Robotic-assisted TKA Reduces Postoperative Alignment Outliers and Improves Gap Balance Compared to Conventional TKASong, Eun-Kyoo, MD, PhD1; Seon, Jong-Keun, MD, PhD1; Yim, Ji-Hyeon, MD, PhD1; Netravali, Nathan, A., PhD2; Bargar, William, L., MD3, a
Background Several studies have shown mechanical alignment influences the outcome of TKA. Robotic systems have been developed to improve the precision and accuracy of achieving component position and mechanical alignment.
Questions/purposes We determined whether robotic-assisted implantation for TKA (1) improved clinical outcome; (2) improved mechanical axis alignment and implant inclination in the coronal and sagittal planes; (3) improved the balance (flexion and extension gaps); and (4) reduced complications, postoperative drainage, and operative time when compared to conventionally implanted TKA over an intermediate-term (minimum 3-year) followup period.
Methods We prospectively randomized 100 patients who underwent unilateral TKA into one of two groups: 50 using a robotic-assisted procedure and 50 using conventional manual techniques. Outcome variables considered were postoperative ROM, WOMAC scores, Hospital for Special Surgery (HSS) knee scores, mechanical axis alignment, flexion/extension gap balance, complications, postoperative drainage, and operative time. Minimum followup was 41 months (mean, 65 months; range, 41-81 months).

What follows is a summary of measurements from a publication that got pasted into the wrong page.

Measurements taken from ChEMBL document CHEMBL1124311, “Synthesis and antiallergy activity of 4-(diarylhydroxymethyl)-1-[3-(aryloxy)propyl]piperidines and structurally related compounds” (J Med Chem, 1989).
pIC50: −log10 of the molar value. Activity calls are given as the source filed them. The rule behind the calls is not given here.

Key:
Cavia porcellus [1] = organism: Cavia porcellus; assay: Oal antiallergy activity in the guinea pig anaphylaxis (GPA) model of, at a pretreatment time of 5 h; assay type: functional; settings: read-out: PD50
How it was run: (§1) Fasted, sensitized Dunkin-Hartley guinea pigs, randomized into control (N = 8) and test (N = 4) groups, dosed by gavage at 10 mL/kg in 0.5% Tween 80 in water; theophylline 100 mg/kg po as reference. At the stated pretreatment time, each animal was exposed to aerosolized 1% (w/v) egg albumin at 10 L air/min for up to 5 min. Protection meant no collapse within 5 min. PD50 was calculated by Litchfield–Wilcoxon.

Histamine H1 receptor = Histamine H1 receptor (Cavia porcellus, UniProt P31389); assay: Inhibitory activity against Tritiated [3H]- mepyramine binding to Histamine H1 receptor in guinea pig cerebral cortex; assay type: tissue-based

Results There were no differences in postoperative ROM, WOMAC scores, and HSS knee scores. The robotic-assisted group resulted in no mechanical axis outliers (> ± 3° from neutral) compared to 24% in the conventional group. There were fewer robotic-assisted knees where the flexion gap exceeded the extension gap by 2 mm. The robotic-assisted procedures took an average of 25 minutes longer than the conventional procedures but had less postoperative blood drainage. There were no differences in complications between groups.
Conclusions Robotic-assisted TKA appears to reduce the number of mechanical axis alignment outliers and improve the ability to achieve flexion-extension gap balance, without any differences in clinical scores or complications when compared to conventional manual techniques.
Level of Evidence Level I, therapeutic study. See Instructions for Authors for a complete description of levels of evidence.